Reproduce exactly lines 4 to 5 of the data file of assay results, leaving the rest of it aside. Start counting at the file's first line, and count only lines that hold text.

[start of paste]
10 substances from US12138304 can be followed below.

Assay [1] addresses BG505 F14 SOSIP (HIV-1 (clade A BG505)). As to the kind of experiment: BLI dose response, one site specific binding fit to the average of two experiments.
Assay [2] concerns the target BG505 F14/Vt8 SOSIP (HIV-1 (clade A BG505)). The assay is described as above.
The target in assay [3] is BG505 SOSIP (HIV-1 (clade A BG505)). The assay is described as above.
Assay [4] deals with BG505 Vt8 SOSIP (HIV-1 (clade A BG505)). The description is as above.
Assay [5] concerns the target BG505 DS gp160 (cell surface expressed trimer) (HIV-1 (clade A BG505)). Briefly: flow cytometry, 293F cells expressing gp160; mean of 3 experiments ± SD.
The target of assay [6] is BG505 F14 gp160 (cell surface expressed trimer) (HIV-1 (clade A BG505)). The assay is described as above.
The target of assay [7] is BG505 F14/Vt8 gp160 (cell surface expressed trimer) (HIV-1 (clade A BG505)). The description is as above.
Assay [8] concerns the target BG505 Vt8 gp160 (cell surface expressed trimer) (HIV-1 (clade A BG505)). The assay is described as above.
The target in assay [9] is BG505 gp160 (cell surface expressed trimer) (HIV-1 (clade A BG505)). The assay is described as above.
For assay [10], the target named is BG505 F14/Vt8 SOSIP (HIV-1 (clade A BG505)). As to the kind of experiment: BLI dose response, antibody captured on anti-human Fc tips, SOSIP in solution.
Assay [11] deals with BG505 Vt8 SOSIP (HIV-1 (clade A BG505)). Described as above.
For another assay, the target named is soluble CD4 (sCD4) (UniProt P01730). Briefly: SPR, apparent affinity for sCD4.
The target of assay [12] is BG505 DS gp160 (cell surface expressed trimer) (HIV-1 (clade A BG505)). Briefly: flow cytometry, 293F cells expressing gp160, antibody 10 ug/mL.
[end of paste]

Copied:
The target in assay [3] is BG505 SOSIP (HIV-1 (clade A BG505)). The assay is described as above.
Assay [4] deals with BG505 Vt8 SOSIP (HIV-1 (clade A BG505)). The description is as above.